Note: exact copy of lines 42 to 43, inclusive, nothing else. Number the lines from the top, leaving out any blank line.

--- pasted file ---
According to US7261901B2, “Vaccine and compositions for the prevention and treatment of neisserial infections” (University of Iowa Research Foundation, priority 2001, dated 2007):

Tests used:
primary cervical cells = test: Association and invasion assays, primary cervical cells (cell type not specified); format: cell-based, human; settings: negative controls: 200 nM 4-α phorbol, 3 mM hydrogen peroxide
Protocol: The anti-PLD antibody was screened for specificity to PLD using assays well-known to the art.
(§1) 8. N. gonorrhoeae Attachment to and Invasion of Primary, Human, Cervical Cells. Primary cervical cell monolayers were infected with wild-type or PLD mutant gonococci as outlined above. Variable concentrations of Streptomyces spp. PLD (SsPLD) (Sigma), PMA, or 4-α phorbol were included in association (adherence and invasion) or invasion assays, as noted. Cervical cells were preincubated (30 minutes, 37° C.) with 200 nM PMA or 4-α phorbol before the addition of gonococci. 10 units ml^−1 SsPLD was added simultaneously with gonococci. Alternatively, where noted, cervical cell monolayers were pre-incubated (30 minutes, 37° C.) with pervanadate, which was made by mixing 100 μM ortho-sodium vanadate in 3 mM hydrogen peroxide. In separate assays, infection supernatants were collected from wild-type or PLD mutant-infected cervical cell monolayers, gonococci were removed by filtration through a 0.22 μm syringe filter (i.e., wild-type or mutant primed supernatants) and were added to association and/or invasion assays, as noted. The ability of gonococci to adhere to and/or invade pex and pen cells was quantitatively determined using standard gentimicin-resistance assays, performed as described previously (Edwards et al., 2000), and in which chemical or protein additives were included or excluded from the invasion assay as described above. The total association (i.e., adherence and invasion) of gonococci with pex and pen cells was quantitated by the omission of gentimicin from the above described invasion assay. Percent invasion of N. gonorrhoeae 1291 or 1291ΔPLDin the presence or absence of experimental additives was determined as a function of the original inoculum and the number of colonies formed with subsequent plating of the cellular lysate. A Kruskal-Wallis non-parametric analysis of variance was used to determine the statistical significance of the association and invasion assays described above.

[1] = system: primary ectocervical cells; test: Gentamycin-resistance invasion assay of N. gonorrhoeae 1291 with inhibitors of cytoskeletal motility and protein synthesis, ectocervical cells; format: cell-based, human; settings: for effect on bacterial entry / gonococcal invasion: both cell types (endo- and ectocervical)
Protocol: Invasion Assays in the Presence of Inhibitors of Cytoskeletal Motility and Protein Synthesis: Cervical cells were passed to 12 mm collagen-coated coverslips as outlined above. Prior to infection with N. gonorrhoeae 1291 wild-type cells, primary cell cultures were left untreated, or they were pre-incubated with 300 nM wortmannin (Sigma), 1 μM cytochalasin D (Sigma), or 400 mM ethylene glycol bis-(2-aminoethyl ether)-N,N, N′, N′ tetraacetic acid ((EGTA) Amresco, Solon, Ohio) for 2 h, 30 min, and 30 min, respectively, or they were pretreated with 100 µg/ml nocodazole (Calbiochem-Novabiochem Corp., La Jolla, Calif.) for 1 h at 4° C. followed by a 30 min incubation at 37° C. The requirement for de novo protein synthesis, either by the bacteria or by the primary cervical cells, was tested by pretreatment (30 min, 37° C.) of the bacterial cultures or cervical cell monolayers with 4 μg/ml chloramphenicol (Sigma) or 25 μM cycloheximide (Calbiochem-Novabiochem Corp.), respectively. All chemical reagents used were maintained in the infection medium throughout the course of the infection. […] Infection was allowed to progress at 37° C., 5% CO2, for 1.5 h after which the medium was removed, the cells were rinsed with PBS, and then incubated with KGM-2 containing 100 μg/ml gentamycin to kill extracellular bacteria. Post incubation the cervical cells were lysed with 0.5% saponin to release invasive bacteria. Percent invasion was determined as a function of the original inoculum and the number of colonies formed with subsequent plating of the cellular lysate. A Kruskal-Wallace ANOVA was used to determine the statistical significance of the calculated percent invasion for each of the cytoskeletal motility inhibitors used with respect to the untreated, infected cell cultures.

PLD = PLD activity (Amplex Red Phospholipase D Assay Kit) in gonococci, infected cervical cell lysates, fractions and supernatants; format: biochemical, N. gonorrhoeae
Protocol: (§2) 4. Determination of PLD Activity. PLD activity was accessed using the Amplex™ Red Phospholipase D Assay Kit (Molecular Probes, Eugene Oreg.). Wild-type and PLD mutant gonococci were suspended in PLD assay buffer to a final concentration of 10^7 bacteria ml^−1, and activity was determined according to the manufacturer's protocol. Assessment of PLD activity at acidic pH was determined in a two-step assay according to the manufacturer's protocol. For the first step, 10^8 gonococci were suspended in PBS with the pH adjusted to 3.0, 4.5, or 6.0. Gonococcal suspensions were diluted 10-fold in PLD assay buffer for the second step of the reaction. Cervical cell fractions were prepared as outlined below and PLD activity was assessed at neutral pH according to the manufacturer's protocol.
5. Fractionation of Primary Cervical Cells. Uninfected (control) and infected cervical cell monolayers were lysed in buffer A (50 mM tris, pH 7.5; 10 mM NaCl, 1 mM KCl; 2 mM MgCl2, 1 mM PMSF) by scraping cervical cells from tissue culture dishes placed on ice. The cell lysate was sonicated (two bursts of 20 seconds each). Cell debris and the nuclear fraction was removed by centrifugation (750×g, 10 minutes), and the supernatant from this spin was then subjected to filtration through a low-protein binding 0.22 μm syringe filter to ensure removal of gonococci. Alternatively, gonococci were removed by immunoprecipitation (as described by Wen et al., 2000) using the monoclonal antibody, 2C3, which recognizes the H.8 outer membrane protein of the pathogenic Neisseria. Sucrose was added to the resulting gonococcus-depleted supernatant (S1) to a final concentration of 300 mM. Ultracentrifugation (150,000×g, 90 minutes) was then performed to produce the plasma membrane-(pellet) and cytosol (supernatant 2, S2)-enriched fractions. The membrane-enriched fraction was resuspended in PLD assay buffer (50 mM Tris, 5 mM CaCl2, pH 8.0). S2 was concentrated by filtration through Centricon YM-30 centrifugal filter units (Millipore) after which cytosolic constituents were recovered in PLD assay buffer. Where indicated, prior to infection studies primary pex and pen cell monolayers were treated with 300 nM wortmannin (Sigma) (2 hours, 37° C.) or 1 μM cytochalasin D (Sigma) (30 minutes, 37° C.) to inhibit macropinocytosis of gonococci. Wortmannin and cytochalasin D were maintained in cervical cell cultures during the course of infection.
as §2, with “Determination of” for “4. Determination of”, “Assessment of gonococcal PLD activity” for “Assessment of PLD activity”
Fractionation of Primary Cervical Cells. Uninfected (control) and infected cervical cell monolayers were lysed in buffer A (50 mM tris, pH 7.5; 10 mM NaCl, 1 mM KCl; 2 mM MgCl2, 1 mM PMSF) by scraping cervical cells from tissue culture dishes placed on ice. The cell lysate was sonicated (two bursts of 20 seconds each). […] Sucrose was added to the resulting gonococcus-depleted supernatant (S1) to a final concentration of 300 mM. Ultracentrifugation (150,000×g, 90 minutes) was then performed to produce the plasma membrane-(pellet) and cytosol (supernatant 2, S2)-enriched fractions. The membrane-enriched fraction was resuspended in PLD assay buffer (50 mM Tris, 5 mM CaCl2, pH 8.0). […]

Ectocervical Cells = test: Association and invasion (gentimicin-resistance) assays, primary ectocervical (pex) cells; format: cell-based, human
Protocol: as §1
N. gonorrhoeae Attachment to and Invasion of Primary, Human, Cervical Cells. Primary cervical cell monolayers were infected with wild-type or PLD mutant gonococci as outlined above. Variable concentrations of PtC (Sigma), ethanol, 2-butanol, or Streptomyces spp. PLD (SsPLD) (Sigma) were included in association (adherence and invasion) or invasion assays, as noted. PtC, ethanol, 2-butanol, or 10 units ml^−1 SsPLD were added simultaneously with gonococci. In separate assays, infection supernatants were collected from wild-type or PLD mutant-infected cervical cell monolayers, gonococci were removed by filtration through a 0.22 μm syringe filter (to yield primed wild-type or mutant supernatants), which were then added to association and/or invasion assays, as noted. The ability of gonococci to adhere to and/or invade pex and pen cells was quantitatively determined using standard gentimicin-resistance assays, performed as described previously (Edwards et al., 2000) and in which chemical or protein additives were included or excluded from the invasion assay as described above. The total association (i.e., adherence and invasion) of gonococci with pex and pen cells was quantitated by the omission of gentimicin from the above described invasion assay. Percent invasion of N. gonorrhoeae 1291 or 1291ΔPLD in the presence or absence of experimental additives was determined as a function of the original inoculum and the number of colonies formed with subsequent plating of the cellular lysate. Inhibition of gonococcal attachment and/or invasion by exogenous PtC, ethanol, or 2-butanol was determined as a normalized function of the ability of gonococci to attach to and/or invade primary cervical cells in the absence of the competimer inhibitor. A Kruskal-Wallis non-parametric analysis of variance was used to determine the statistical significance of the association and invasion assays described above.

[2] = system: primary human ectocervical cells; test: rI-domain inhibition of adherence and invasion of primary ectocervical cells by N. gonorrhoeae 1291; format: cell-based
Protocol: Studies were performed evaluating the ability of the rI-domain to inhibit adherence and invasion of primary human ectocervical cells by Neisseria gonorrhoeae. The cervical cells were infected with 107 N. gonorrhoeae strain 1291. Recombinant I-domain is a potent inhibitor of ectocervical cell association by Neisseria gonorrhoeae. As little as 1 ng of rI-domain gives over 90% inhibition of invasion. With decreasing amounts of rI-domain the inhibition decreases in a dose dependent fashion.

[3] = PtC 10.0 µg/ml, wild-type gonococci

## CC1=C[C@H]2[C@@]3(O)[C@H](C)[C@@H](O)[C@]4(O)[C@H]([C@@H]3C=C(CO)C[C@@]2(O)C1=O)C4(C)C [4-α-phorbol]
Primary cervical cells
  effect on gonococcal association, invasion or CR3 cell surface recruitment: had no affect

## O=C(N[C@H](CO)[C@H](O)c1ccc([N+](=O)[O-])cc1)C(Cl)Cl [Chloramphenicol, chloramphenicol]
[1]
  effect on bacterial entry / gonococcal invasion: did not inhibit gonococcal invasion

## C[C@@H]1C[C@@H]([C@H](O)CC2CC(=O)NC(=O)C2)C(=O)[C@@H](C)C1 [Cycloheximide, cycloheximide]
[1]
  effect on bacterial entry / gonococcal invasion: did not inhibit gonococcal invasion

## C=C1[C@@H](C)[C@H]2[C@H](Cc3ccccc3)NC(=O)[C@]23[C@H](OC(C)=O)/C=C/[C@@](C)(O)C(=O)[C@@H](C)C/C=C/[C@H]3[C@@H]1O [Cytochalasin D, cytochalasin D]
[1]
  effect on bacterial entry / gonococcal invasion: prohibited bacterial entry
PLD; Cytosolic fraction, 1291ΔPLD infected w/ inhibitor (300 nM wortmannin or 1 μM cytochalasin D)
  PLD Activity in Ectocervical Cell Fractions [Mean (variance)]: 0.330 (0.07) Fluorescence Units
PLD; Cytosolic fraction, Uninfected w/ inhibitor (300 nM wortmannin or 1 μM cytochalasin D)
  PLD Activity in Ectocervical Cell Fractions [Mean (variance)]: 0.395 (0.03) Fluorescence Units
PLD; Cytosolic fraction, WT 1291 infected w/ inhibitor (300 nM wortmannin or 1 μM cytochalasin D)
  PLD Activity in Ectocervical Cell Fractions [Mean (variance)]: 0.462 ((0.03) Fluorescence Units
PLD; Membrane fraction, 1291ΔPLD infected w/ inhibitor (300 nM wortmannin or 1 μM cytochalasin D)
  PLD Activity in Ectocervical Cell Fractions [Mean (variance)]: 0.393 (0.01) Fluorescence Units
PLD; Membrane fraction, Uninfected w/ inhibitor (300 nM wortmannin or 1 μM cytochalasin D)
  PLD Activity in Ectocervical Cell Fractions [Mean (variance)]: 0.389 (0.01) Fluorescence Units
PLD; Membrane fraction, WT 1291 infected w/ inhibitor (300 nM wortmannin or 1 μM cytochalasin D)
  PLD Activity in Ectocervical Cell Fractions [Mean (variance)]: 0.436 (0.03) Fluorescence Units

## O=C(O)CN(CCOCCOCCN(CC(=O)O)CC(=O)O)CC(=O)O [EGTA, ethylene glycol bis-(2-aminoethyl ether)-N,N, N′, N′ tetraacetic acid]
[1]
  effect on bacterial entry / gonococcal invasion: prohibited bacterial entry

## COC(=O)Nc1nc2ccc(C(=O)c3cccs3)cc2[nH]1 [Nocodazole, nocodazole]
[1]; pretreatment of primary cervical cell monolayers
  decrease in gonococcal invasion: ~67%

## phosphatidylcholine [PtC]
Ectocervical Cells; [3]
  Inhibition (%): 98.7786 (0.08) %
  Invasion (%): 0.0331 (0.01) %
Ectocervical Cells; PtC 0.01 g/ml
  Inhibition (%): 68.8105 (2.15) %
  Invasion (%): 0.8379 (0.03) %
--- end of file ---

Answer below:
  PLD Activity in Ectocervical Cell Fractions [Mean (variance)]: 0.436 (0.03) Fluorescence Units

## O=C(O)CN(CCOCCOCCN(CC(=O)O)CC(=O)O)CC(=O)O [EGTA, ethylene glycol bis-(2-aminoethyl ether)-N,N, N′, N′ tetraacetic acid]